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Marine Resource 2016

2012 Onion Patch Series - the triathlon of sailboat racing

by Talbot Wilson on 22 Nov 2011
’Ran’ the 72ft Judel Vrolik design skippered by Niklas Xennstrom from London UK, crosses the St. David’s Lighthouse finish line in the 2010 Newport Bermuda Race. Barry Pickthall/PPL © http://www.pplmedia.com
Be sure to include all three events in the triathlon of sailboat racing, the 2012 Onion Patch Series when you plan your 2012 racing schedule. This is a tough series sailed over a scant three consecutive weeks in June. Offered every other year, it is a challenge to yacht, skipper and crew to prevail in these three spectacular events and venues.

This unique five-race triathlon begins with windward-leeward racing in the Rhode Island Sound’s often brisk winds and tricky currents, it is centered by the daunting challenge of the classic 635-mile Newport Bermuda Race® with its exciting Gulf Stream crossing in the Thrash to the Onion Patch and concludes with a windward-leeward race and a scenic flexi-course in flat water with shifty breezes on Bermuda’s Great Sound, Granaway Deep and Hamilton Harbour.

Entry for the series and the other two events may be made on the New York Yacht Club website: http://www.nyyc.org/158th-annual-reggatta-jun8-10/. The Onion Patch Series results, photos, news, Notice of Series and much more will be posted at http://www.onionpatchseries.com/.

'The Onion Patch is a tough series to win as an individual entry,' said Rives Potts owner of Carina, the St David’s Lighthouse Trophy winner in the 2010 Newport Bermuda Race. He came in fifth overall in the 2010 Onion Patch and has yet to win the series.

'You have to be very good in all conditions and on all types of race courses,' he added. 'Not many boats or crews excel at both. The guys that do well in the Onion Patch have a lot to be proud of. They prepare their boats right, are able to shift gears from long-legged races to short-legged races, and have very good sailors on board.'

'To win as a team,' Potts concluded, 'is even more difficult. All three boats on the team have to do very well in all three phases of the series. The winning team is usually the team who makes the fewest mistakes and is consistent throughout.'

The series originally began in New England and concluded with the ocean race, but since 1994 it includes the New York Yacht Club Annual Regatta on June 9-10, the Cruising Club of America/Royal Bermuda Yacht Club’s Newport Bermuda Race® starting on June 15, and finishes with the Royal Bermuda Yacht Club Anniversary Regatta on June 22.

This is the 50th anniversary of the Onion Patch Series. In 1962, the Royal Bermuda Yacht Club donated the Onion Patch Trophy for the series. Now, 50 years later the series is being sailed for the 25th time. The series was fashioned after the Admiral’s Cup, but the Admiral’s Cup has not been sailed in its original format since 1999. The Onion Patch allows for teams representing countries, yacht clubs or other sailing organizations. The modern teams mostly represent yacht clubs and sailing organizations with the last national teams competing in 1994.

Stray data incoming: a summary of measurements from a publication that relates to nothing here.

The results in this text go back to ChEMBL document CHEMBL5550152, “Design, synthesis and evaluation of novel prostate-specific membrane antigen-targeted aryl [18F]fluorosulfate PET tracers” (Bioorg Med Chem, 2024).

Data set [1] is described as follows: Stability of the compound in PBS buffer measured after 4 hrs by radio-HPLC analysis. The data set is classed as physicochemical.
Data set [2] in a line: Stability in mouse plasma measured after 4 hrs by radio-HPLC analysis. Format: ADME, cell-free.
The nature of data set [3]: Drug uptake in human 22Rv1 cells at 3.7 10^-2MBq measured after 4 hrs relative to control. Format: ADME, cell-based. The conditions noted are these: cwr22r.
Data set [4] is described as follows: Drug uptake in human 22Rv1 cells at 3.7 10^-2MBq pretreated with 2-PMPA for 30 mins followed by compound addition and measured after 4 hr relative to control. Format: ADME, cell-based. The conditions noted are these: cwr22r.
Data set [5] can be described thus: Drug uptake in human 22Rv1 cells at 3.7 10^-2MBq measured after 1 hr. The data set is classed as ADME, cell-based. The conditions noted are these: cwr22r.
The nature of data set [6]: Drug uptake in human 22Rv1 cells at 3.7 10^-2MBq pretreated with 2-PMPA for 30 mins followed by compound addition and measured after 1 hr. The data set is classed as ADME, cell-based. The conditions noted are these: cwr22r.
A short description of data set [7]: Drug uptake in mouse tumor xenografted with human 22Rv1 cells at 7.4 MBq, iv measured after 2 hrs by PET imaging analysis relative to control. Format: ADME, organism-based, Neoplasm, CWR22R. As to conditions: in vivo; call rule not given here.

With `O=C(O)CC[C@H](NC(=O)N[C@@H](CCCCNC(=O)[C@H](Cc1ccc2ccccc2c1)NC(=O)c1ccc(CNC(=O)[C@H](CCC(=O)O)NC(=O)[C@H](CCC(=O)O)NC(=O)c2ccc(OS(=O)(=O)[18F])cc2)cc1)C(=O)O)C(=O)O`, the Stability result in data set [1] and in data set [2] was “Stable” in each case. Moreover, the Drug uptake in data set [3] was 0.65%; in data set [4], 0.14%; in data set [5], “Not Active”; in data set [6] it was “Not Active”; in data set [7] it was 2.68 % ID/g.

The Onion Patch continues to attract fleets of about 35-45 boats because of the exciting challenges it offers to professional and amateur sailors alike. In 2010, there were 38 individual entries and five three-boat teams. In 2006, the Bermuda Race Centennial year, there were 48 individual entries and seven teams, while 2008 had 30 entries and four teams. The top three-boat team wins the Onion Patch Trophy, while the top boat is awarded the Henry B. du Pont Trophy.

Winners of the past three competitions illustrate how difficult it is for one type of yacht to pervail consistantly or for all-out professional racing boats to win. This is a tough series with a mixmaster of conditions that do not make for an easy victory. Winning requires consistancy in all conditions.

In 2010, the hot British entry Ran, a JV 72, took first, the mini-maxi Bella Mente was second and Sforzando, a Kerr 55, was third. In 2008, the winner was Cabady, a Taylor 42, with Flying Jenny VI, a J122, second and Chrisma, a classic S&S 57, was third. The Swan 44 MkII Cresendo was first in 2006, followed by the Grand Soleil 37 Kalevala II in second and the Navy 44 Swift in third.

The top team in 2010 was composed of Sforsando, Rambler 90, and Bella Mente representing the New York Yacht Club. Second place went to the US Naval Academy with its NA44s Flirt, Swift and Invictus. In 2008, the US Sailing Team comprised of Rambler 90, Flying Jenny VI and Bella Mente took first place and Indian Harbor YC with the Swan 441 Cygnette, Christopher Dragon, a J122, and Crescendo was second.

To compete in the Series, yachts must qualify for and race in the Newport Bermuda Race® in the Gibbs Hill Lighthouse Division or the St. David’s Lighthouse Division. Safety-at-Sea courses and other safety requirements must be met and crew qualification requirements also apply in the Newport Bermuda Race in the St. David’s Lighthouse Division which is for predominately amateur sailors. Yachts must apply for an invitation to enter the Newport Bermuda Race® on their website: http://www.bermudarace.com/.
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